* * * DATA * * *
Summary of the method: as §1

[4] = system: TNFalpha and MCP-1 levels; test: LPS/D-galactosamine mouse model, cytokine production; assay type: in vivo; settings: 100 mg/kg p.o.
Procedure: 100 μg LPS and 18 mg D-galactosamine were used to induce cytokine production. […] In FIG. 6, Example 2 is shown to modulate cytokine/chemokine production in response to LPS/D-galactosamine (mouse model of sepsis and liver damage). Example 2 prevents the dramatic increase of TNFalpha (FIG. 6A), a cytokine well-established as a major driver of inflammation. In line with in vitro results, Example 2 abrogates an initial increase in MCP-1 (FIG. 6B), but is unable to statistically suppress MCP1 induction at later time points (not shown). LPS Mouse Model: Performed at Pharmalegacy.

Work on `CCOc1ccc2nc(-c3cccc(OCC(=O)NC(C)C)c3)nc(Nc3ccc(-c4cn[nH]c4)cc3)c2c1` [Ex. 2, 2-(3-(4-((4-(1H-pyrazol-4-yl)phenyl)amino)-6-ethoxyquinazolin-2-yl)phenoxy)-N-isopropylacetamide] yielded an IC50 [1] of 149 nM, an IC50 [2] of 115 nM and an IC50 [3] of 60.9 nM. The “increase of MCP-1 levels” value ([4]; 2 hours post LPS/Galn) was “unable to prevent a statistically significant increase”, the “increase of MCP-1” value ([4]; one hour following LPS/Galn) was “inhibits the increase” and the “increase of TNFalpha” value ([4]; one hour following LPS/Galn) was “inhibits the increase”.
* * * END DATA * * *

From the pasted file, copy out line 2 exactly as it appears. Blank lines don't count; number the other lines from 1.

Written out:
[4] = system: TNFalpha and MCP-1 levels; test: LPS/D-galactosamine mouse model, cytokine production; assay type: in vivo; settings: 100 mg/kg p.o.